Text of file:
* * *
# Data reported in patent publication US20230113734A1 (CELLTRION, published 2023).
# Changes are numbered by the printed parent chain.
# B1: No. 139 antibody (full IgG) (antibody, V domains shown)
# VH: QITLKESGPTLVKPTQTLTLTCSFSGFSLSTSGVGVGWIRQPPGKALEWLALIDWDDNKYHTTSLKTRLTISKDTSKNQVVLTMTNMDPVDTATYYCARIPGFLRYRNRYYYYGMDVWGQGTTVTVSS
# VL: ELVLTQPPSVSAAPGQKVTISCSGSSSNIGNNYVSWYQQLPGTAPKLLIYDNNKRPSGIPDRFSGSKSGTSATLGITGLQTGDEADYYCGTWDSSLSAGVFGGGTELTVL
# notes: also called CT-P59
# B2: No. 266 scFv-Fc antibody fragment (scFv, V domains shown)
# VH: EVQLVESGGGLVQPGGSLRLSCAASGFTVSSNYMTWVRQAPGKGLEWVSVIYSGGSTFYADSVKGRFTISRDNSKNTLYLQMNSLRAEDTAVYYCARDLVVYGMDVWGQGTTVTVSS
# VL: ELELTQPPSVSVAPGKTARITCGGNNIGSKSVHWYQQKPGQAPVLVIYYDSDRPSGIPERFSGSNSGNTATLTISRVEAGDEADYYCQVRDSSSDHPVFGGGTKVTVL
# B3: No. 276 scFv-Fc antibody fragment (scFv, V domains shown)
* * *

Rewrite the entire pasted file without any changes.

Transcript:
# Data reported in patent publication US20230113734A1 (CELLTRION, published 2023).
# Changes are numbered by the printed parent chain.
# B1: No. 139 antibody (full IgG) (antibody, V domains shown)
# VH: QITLKESGPTLVKPTQTLTLTCSFSGFSLSTSGVGVGWIRQPPGKALEWLALIDWDDNKYHTTSLKTRLTISKDTSKNQVVLTMTNMDPVDTATYYCARIPGFLRYRNRYYYYGMDVWGQGTTVTVSS
# VL: ELVLTQPPSVSAAPGQKVTISCSGSSSNIGNNYVSWYQQLPGTAPKLLIYDNNKRPSGIPDRFSGSKSGTSATLGITGLQTGDEADYYCGTWDSSLSAGVFGGGTELTVL
# notes: also called CT-P59
# B2: No. 266 scFv-Fc antibody fragment (scFv, V domains shown)
# VH: EVQLVESGGGLVQPGGSLRLSCAASGFTVSSNYMTWVRQAPGKGLEWVSVIYSGGSTFYADSVKGRFTISRDNSKNTLYLQMNSLRAEDTAVYYCARDLVVYGMDVWGQGTTVTVSS
# VL: ELELTQPPSVSVAPGKTARITCGGNNIGSKSVHWYQQKPGQAPVLVIYYDSDRPSGIPERFSGSNSGNTATLTISRVEAGDEADYYCQVRDSSSDHPVFGGGTKVTVL
# B3: No. 276 scFv-Fc antibody fragment (scFv, V domains shown)